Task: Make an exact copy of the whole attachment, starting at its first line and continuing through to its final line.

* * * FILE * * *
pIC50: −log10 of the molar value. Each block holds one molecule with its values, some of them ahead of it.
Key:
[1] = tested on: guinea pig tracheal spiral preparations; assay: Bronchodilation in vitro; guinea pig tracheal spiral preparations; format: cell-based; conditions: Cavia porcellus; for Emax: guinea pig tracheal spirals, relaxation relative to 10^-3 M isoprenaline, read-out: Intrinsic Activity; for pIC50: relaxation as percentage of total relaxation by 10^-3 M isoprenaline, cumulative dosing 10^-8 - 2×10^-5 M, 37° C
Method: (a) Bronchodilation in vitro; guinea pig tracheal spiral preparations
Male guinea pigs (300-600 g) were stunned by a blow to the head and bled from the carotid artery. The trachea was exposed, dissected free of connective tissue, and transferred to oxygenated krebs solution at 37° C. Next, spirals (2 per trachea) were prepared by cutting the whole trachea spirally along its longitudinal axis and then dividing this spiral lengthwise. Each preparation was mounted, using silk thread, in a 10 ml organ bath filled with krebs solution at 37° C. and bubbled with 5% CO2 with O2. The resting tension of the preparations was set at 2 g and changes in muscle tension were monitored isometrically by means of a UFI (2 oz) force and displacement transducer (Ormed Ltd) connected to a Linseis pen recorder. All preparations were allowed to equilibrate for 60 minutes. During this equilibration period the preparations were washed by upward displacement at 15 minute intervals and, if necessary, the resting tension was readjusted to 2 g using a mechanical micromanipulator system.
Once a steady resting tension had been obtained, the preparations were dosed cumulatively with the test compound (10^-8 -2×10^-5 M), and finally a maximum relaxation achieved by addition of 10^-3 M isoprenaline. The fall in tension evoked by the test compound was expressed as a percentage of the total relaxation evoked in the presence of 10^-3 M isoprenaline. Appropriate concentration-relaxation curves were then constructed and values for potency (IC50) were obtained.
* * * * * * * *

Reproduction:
pIC50: −log10 of the molar value. Each block holds one molecule with its values, some of them ahead of it.
Key:
[1] = tested on: guinea pig tracheal spiral preparations; assay: Bronchodilation in vitro; guinea pig tracheal spiral preparations; format: cell-based; conditions: Cavia porcellus; for Emax: guinea pig tracheal spirals, relaxation relative to 10^-3 M isoprenaline, read-out: Intrinsic Activity; for pIC50: relaxation as percentage of total relaxation by 10^-3 M isoprenaline, cumulative dosing 10^-8 - 2×10^-5 M, 37° C
Method: (a) Bronchodilation in vitro; guinea pig tracheal spiral preparations
Male guinea pigs (300-600 g) were stunned by a blow to the head and bled from the carotid artery. The trachea was exposed, dissected free of connective tissue, and transferred to oxygenated krebs solution at 37° C. Next, spirals (2 per trachea) were prepared by cutting the whole trachea spirally along its longitudinal axis and then dividing this spiral lengthwise. Each preparation was mounted, using silk thread, in a 10 ml organ bath filled with krebs solution at 37° C. and bubbled with 5% CO2 with O2. The resting tension of the preparations was set at 2 g and changes in muscle tension were monitored isometrically by means of a UFI (2 oz) force and displacement transducer (Ormed Ltd) connected to a Linseis pen recorder. All preparations were allowed to equilibrate for 60 minutes. During this equilibration period the preparations were washed by upward displacement at 15 minute intervals and, if necessary, the resting tension was readjusted to 2 g using a mechanical micromanipulator system.
Once a steady resting tension had been obtained, the preparations were dosed cumulatively with the test compound (10^-8 -2×10^-5 M), and finally a maximum relaxation achieved by addition of 10^-3 M isoprenaline. The fall in tension evoked by the test compound was expressed as a percentage of the total relaxation evoked in the presence of 10^-3 M isoprenaline. Appropriate concentration-relaxation curves were then constructed and values for potency (IC50) were obtained.